Canadian Football League commissioner Randy Ambrosie delivered a strong message on Tuesday, the same day the league made its latest – and what it insists will be its last – proposal to the CFL Players’ Association for a new collective agreement.
Ambrosie wanted the players to know that they have the league’s final offer. Should the players reject it and force the league to cancel this weekend’s preseason games, neither the offer nor the bargaining tactics will get any friendlier from here.
“There is no way we can support that offer if we are losing revenue from preseason games or, heaven forbid, regular-season games,” Ambrosie said. “We want to get this deal done and if we don’t there is no way we can get back to the quality of the deal we have on the table today.”
The league was left scrambling Monday night when the players voted down the deal that had been negotiated by their bargaining committee and recommended by their player reps after a tentative agreement ended a four-day strike on May 18.
Overnight it seemed, the CFLPA had gone from one of the most passive unions in sports to its most militant.
The league responded in good faith, delivering a new proposal Tuesday morning that Ambrosie maintains addresses the two key issues highlighted by the union after its membership rejected the deal.
One is the lack of a ratification bonus, something the league had provided in the past. The other is the cumbersome and controversial Canadian ratio, which saw teams able to replace Canadians with Americans in many instances in every game.
The league addressed the ratification bonus issue by promising $1 million to be shared among the players. To balance that give, the league is clawing back $450,000 total from the 2022 salary cap ($50,000 per team) and lowering the guaranteed cap minimum in 2028 by $75,000 per team, totaling $675,000.
The league is selling that the actual reduction in the 2028 cap could be zero if the revenue-sharing formula works like they believe it will, but forecasts about what CFL economics will look like in 2028 are, at best, a good guess.
The deal essentially borrows some money from the future and moves it to the present, which matters in football because not many of today’s players are going to have to worry about the cap in 2028.
On the issue of the ratio, the league reverted to a formula that was part of a proposal rejected by the players on March 14.
In that proposal, the league called for the ratio of seven Canadians starting to be changed to six true Canadians, and one nationalized American, that being a veteran player who has played three years with the same team or five in the league.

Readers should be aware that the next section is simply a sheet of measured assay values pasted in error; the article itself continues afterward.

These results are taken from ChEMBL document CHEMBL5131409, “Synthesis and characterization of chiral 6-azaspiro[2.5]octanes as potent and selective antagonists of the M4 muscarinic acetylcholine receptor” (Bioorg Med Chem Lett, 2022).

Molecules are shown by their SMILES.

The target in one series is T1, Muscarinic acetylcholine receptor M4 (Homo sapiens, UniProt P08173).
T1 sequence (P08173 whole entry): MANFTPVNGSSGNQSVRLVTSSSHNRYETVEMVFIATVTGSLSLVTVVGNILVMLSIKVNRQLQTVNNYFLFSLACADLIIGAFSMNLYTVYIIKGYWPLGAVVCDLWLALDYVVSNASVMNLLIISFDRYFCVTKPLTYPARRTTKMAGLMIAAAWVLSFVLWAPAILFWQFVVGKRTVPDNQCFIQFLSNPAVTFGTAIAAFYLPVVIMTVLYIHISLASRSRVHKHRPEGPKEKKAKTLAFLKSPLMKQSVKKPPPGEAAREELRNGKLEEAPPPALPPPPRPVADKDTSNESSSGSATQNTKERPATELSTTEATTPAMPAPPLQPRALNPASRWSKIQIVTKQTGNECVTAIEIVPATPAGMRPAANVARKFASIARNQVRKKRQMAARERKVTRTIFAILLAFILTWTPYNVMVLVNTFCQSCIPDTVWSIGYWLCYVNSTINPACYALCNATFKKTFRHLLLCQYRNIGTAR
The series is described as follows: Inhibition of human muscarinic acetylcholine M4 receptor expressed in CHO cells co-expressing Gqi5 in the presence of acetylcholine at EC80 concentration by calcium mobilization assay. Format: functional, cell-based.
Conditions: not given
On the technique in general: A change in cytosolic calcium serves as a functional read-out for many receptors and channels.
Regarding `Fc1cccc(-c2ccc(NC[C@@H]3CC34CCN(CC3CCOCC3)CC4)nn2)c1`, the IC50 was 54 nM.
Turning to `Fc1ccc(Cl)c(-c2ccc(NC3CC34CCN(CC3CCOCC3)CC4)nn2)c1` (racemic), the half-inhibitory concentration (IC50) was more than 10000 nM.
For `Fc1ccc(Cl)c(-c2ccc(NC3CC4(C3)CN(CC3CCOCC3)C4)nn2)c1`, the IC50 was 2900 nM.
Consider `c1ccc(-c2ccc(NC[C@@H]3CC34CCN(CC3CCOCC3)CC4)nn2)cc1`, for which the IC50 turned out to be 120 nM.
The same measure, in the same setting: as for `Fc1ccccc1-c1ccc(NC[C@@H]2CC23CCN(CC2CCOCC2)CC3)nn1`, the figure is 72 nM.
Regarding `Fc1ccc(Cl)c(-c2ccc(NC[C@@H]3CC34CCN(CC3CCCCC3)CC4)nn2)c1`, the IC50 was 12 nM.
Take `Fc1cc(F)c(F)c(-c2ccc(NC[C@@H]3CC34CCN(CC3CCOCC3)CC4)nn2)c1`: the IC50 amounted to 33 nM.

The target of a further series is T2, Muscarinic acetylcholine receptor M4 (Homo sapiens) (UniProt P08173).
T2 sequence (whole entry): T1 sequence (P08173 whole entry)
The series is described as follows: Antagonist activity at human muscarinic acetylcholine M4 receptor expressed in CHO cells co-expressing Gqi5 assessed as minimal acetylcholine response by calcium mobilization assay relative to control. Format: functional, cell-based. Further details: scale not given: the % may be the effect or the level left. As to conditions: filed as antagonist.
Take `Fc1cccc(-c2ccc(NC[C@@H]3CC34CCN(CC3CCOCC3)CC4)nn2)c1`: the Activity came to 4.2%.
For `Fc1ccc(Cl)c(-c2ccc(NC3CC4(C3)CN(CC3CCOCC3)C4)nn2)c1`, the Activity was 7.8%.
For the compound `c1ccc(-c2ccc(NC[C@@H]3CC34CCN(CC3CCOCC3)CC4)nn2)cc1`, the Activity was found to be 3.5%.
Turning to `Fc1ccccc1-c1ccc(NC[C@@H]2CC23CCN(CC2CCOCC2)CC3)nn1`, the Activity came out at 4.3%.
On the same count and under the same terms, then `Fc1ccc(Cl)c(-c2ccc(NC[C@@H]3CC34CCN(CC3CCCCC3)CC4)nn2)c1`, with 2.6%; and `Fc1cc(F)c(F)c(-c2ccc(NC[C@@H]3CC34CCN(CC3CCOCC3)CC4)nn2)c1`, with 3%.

When the tentative agreement was reached four days later, the ratio had been changed to seven Canadians starting, three of whom could be replaced by a nationalized American for up to 49 per cent of their snaps.
Besides being cumbersome to process, the formula actually provided less guaranteed playing time for Canadians than the deal the union had walked away from four days earlier. That was curious, because the union is usually loath to give up ground on the Canadian ratio.
In its offer presented on Tuesday, the league has gone back to its original proposal of six and one. But the question remains: Will the players will support a deal that reduces the number of Canadian starters from seven to six?
“We want to reward the contributions of our American players,” said Ambrosie. “This strikes a balance with the nationalized American for roster flexibility and makes sure our great Canadian players get on the field.”
There was another part of Ambrosie’s message that was a little more ominous.
The commissioner wanted to be clear that the league’s new offer was as far as it is willing to go. In fact, without a deal by midnight Thursday two things will immediately happen: the league will pull its offer from the table and cancel the four preseason games scheduled for Friday and Saturday.
“We have to have a footing here,” Ambrosie said. “We have to keep both sides accountable.”
The cancelation of this weekend’s games would, in all probability, result in another strike or a lockout, with the teams refusing to continue housing and feeding the players as they have since May 14.
In short, chaos.
How much that factors into the players’ decision on whether to support the current proposal is impossible to say. But it must be a consideration.
Up until now, the players have been able to force the league’s hand without suffering any major inconvenience. But that ends Thursday at midnight.
By then the players will have chosen between two very diverse paths, to either put the 2022 season back on the rails, or sail into the unknown.